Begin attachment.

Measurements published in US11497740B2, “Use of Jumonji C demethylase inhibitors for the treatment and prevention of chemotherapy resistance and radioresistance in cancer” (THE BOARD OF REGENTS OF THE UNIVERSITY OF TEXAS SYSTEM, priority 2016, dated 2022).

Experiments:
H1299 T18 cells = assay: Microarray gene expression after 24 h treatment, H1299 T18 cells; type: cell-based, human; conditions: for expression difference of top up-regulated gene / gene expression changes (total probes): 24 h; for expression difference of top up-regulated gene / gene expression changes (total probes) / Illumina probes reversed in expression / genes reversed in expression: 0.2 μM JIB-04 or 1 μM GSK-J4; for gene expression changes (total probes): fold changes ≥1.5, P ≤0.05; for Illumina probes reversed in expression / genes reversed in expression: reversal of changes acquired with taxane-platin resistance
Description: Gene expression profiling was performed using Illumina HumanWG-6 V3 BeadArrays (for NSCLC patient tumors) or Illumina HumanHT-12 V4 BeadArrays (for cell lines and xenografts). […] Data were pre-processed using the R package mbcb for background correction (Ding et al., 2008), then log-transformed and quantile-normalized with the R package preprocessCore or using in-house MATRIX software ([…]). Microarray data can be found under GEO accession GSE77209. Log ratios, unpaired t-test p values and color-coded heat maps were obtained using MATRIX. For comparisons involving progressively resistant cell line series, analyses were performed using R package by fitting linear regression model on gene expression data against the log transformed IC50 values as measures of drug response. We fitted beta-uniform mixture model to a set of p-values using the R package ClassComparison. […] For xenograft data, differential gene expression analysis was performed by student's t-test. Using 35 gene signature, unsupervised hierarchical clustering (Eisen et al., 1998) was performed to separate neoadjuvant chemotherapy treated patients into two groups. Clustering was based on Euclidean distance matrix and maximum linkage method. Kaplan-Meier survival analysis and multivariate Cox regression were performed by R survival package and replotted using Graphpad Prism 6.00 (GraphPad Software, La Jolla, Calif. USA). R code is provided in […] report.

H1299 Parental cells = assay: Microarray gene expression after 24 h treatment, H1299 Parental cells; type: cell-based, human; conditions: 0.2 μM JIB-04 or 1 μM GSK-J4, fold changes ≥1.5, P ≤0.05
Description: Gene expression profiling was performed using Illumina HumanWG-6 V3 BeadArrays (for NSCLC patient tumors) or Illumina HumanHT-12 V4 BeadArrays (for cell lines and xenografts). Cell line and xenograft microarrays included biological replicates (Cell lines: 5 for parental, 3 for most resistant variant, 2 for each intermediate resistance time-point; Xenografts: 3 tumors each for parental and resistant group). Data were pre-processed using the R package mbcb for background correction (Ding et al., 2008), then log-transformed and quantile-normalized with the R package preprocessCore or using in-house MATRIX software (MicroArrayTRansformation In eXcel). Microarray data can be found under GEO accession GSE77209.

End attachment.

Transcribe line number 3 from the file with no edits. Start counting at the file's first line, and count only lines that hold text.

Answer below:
H1299 T18 cells = assay: Microarray gene expression after 24 h treatment, H1299 T18 cells; type: cell-based, human; conditions: for expression difference of top up-regulated gene / gene expression changes (total probes): 24 h; for expression difference of top up-regulated gene / gene expression changes (total probes) / Illumina probes reversed in expression / genes reversed in expression: 0.2 μM JIB-04 or 1 μM GSK-J4; for gene expression changes (total probes): fold changes ≥1.5, P ≤0.05; for Illumina probes reversed in expression / genes reversed in expression: reversal of changes acquired with taxane-platin resistance